APA formatting is most often required in the science, social science and criminology fields, areas that may reference a governmental act. Since APA citations typically display an author's last name and year of publication, understanding the symbols used is key to correctly citing an act or statute.
As explained in the sixth edition of the "Publication Manual of the American Psychological Association," references within the text of your paper should include the official or well-known name of the act and the year it was put into place with a comma between the two and no italics. Fully spell out the name of the act the first time you use it in a citation or signal phrase, capitalizing the first word and other important words, including "Act." If you refer to the act more than three times in your text, subsequent mentions may use an acronym if it exists. For instance, the first in-text citation for an act might look like this:
(No Child Left Behind Act of 2001, 2002).
If you mention the act more than three times, later citations may use the familiar acronym NCLB. In this example, although the name includes the date 2001, it was enacted in 2002, so that is the year used in the citation.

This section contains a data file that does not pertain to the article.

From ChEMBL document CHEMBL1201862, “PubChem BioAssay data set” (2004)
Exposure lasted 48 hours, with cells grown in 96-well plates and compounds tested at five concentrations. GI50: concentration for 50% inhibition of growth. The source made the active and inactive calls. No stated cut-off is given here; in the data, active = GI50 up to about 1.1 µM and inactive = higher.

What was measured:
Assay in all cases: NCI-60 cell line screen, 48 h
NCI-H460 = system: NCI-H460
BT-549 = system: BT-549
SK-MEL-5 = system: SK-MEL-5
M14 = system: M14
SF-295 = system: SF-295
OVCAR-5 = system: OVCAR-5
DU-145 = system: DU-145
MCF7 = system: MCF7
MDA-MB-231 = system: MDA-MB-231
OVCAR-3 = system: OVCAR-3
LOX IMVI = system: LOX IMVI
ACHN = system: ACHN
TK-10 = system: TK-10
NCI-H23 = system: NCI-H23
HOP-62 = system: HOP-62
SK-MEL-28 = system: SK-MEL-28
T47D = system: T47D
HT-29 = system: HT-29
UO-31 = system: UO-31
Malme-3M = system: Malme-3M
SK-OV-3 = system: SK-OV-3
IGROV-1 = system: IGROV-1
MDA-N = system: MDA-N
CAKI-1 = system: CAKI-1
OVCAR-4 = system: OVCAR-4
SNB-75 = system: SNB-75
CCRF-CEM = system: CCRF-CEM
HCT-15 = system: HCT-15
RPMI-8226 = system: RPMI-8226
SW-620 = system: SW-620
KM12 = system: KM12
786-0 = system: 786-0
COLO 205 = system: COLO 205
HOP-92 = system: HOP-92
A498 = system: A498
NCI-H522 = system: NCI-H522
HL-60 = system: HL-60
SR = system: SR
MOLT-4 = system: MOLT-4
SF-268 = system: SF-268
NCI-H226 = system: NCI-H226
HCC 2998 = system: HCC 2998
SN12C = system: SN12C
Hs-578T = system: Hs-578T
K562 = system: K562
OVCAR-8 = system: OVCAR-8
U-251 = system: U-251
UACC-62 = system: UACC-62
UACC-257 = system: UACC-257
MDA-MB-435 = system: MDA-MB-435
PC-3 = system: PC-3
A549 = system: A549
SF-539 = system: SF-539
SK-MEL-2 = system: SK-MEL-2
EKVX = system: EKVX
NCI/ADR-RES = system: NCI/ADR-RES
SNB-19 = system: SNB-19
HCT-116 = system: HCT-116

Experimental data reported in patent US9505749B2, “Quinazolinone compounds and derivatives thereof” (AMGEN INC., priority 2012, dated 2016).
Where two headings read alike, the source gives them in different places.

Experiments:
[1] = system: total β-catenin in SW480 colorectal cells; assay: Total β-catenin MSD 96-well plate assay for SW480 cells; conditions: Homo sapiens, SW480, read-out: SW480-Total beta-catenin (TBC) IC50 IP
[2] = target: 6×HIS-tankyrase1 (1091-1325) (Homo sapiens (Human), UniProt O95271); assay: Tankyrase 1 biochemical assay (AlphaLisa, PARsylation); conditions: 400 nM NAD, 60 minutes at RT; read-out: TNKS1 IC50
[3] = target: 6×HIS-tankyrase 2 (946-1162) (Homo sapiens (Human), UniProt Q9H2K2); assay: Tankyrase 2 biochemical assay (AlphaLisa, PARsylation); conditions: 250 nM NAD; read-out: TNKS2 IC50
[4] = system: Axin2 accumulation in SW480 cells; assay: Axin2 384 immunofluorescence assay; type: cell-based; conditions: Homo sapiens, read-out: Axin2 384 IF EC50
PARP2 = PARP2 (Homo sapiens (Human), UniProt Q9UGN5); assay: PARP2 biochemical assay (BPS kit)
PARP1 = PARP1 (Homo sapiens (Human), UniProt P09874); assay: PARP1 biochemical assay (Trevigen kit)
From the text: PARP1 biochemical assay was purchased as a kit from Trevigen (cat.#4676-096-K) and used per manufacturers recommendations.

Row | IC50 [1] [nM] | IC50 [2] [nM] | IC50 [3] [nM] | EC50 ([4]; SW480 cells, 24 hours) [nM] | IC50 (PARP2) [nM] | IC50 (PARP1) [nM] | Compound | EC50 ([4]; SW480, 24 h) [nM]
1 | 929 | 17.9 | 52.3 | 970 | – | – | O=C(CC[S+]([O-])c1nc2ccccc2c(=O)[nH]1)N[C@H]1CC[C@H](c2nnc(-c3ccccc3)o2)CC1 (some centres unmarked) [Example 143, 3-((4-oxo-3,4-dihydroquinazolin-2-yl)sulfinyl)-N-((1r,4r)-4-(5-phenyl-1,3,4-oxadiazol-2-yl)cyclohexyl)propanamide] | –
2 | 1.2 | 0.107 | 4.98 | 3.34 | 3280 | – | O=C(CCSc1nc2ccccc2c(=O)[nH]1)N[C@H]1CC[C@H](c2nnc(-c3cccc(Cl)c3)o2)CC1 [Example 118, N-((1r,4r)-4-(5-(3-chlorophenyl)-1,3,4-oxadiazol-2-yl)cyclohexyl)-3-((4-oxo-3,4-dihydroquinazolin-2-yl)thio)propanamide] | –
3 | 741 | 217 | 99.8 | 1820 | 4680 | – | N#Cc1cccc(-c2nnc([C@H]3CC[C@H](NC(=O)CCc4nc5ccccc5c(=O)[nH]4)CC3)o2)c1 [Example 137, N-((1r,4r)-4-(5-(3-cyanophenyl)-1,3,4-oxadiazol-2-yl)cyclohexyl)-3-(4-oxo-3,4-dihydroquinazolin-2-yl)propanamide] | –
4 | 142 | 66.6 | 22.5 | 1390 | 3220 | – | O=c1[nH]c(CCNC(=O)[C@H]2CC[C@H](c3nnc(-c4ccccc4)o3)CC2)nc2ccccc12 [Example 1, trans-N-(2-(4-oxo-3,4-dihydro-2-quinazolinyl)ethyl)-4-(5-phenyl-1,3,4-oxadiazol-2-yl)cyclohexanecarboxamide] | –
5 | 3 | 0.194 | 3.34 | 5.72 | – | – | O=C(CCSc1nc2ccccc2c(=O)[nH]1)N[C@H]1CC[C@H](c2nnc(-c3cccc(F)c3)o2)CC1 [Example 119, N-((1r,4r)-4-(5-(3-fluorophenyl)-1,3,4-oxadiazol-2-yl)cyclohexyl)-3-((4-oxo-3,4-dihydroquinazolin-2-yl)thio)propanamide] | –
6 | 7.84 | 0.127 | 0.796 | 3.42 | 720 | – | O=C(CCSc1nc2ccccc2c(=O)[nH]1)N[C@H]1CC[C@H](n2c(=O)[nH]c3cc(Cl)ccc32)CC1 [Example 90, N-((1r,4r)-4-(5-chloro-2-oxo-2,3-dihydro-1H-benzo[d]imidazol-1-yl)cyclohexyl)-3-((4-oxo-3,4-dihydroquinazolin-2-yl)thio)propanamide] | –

The References page entry begins with the full name of the act or statute. For a federal statute, then insert a section symbol that looks like two intertwined s'. The section and volume numbers appear next, with a comma between the two. After a second section symbol, give the section number and then the year the statute was enacted in parentheses with a period at the end. A federal act's entry looks like this:
No Child Left Behind Act of 2001 [section symbol] 110, 32 U.S.C. [section symbol] 3229 (2002).
When citing an act from somewhere other than the U.S.C., include "Pub. L. No." (without quotation marks) after the name of the act and a comma to indicate "Public Law Number" and the title number. Insert a section symbol, the section number, a comma, the volume number and "Stat." (without quotation marks) and the statute number. Put the date enacted in parentheses and end with a period. This entry looks like this example:
Violent Crime Act of 1994, Pub. L. No. 34253 [section symbol] 331, 32 Stat. 3355 (2000).